Reducing educational inequality will ultimately depend on reducing social and economic inequality, according to this report

The Cambridge Primary Review, headed by Professor Robin Alexander, will be remembered by many. Not least because the government ignored most of its recommendations.  What is perhaps less well known is that the Cambridge Primary Review Trust (CPRT), was established in 2012, with support from Pearson Education, and builds on the work of that Review, through on-going research. The Review itself is worth revisiting as it’s a significant resource.

This research, somewhat inevitably called ‘Mind the Gap’, from Professor Kate Pickett and Dr Laura  Vanderbloemen focuses on the issue of equity , tackling  the continuing challenge  of  social  and  educational  disadvantage. Its main conclusions are as follows:

Inequality and educational outcomes

  • The most important influence on educational attainment, on how well a child develops in the early years, performs in school, in later education and in adulthood, is family background.
  • Children do better if their parents have higher incomes and higher levels of education and they do better if they come from homes where they have a place to study, where there are reference books and newspapers, and where education is valued.
  • Average levels of educational attainment and children’s engagement in education are better in more equal societies.
  • Inequalities in educational attainment and outcomes have a social gradient. It is not just poor children who do less well than everybody else: across the social spectrum children do less well than those with household social position just above their own families.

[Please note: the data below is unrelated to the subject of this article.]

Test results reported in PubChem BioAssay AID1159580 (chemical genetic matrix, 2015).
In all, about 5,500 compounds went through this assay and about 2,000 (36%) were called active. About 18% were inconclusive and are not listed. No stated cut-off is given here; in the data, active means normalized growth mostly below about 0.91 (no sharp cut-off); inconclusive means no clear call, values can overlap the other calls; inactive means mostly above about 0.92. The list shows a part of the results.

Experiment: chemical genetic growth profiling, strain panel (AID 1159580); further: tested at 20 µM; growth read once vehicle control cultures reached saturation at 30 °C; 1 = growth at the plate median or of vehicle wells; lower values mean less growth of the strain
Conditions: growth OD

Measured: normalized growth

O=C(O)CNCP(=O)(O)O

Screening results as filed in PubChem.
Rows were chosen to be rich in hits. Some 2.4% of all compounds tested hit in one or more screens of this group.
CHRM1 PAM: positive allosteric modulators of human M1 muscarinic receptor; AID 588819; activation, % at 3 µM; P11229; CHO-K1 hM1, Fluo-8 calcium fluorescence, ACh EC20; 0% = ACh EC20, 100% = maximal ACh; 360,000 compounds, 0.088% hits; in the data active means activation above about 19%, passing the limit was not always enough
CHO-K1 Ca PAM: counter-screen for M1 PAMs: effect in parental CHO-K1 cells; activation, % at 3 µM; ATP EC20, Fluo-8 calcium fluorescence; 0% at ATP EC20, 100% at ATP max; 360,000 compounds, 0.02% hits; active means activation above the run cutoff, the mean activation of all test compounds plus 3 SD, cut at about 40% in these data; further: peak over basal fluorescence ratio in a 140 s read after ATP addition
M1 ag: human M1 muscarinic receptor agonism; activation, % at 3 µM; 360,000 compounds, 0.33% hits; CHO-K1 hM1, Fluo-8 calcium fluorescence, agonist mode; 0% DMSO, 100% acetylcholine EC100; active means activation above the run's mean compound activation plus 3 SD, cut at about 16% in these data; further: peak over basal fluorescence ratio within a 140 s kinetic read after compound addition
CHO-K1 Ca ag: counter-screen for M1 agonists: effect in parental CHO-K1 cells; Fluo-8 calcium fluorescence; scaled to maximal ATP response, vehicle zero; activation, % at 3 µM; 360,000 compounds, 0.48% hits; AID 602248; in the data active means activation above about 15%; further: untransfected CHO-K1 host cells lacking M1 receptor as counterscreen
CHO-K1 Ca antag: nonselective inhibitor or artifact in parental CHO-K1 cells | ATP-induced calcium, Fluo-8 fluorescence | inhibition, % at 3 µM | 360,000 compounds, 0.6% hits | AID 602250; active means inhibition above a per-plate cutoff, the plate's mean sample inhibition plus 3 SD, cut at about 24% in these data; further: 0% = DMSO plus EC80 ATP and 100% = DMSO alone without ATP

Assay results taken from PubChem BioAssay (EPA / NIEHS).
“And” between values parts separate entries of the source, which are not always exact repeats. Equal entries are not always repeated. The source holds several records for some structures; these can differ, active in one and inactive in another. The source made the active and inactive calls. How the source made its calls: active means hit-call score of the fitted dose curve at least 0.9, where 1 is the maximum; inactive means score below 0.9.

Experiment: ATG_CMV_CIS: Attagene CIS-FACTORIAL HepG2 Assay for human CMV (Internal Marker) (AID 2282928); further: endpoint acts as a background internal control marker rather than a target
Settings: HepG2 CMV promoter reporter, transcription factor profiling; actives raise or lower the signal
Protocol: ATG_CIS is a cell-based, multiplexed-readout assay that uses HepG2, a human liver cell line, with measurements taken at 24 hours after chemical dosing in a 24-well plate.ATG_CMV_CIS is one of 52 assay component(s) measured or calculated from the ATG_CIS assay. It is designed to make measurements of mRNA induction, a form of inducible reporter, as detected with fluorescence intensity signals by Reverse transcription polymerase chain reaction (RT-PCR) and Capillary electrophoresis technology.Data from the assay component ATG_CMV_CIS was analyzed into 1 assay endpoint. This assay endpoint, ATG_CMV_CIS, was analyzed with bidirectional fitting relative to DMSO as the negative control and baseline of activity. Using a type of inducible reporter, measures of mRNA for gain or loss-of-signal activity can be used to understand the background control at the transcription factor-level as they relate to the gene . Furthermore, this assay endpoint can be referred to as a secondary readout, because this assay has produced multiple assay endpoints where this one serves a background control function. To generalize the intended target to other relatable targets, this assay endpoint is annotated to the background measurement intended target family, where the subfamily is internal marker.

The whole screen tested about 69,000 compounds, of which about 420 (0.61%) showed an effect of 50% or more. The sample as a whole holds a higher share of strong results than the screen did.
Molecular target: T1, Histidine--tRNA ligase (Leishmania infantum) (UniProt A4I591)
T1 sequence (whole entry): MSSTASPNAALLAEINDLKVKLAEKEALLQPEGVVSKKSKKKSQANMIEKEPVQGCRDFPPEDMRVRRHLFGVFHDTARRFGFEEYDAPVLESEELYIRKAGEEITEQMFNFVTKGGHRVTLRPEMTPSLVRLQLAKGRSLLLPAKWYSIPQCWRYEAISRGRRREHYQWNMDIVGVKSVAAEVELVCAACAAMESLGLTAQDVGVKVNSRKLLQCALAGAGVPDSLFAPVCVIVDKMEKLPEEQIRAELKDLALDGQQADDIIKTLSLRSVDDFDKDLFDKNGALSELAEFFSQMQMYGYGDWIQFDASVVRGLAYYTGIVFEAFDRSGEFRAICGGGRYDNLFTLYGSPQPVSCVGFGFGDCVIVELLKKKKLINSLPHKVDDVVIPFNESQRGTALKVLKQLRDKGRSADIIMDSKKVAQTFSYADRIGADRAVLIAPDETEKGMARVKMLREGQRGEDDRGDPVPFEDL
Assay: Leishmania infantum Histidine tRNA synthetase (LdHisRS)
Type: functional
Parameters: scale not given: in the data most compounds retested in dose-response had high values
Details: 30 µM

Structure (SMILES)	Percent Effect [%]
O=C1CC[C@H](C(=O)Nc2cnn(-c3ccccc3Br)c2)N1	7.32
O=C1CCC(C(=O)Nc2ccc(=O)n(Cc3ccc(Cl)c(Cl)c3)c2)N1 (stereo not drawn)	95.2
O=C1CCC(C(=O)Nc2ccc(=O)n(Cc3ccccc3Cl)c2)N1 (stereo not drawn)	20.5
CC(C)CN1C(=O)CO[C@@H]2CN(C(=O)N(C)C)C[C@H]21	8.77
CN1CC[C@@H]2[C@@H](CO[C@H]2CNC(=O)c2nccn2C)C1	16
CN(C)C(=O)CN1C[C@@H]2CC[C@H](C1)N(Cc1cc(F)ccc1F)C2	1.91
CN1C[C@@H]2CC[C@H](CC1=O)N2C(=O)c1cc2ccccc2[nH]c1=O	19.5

• Inequalities in educational outcomes are more profound in more unequal countries, such that even the children with the highest social position in high inequality societies do less well than their counterparts in more equal societies.

Inequality and childhood

  • Parental experience of adversity is passed on to children through pathways that include poverty of time and resources, domestic conflict and violence, parental mental illness and substance use.
  • Both quantitative and qualitative evidence show how low relative income and income inequality increase the strain on family life and relationships.
  • When children believe themselves to be judged negatively by others, their stress levels are heightened, their cognitive performance is adversely affected, and they feel bad about themselves. In more unequal societies, the quality of social relationships between children suffers – they are less likely to find their peers kind and helpful and more likely to bully or be bullied.
  • Whether consciously or not, teachers are affected by class and social status prejudice and may discriminate against children with low status. Teacher training in the UK does not systematically include explicit consideration of the meaning of social class and inequality within education.

Closing the gap: what works?